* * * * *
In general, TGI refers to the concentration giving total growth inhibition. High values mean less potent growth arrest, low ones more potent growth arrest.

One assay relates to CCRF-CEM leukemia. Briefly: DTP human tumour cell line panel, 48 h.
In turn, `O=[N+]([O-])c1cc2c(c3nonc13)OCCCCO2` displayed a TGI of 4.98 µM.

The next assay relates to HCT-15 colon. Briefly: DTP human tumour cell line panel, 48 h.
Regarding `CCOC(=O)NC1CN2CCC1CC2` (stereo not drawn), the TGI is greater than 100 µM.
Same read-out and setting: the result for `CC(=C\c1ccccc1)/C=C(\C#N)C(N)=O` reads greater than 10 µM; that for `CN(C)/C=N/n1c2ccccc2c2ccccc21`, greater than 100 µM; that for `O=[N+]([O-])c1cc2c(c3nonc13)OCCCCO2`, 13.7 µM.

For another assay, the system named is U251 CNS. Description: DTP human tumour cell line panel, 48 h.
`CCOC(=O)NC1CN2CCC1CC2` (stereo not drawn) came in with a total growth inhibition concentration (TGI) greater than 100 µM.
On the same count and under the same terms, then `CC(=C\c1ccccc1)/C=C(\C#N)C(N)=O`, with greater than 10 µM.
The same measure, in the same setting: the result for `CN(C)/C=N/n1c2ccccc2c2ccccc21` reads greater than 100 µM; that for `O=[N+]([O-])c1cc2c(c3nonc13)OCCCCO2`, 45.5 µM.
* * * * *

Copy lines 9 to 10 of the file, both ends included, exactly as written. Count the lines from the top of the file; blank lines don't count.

On the same count and under the same terms, then `CC(=C\c1ccccc1)/C=C(\C#N)C(N)=O`, with greater than 10 µM.
The same measure, in the same setting: the result for `CN(C)/C=N/n1c2ccccc2c2ccccc21` reads greater than 100 µM; that for `O=[N+]([O-])c1cc2c(c3nonc13)OCCCCO2`, 45.5 µM.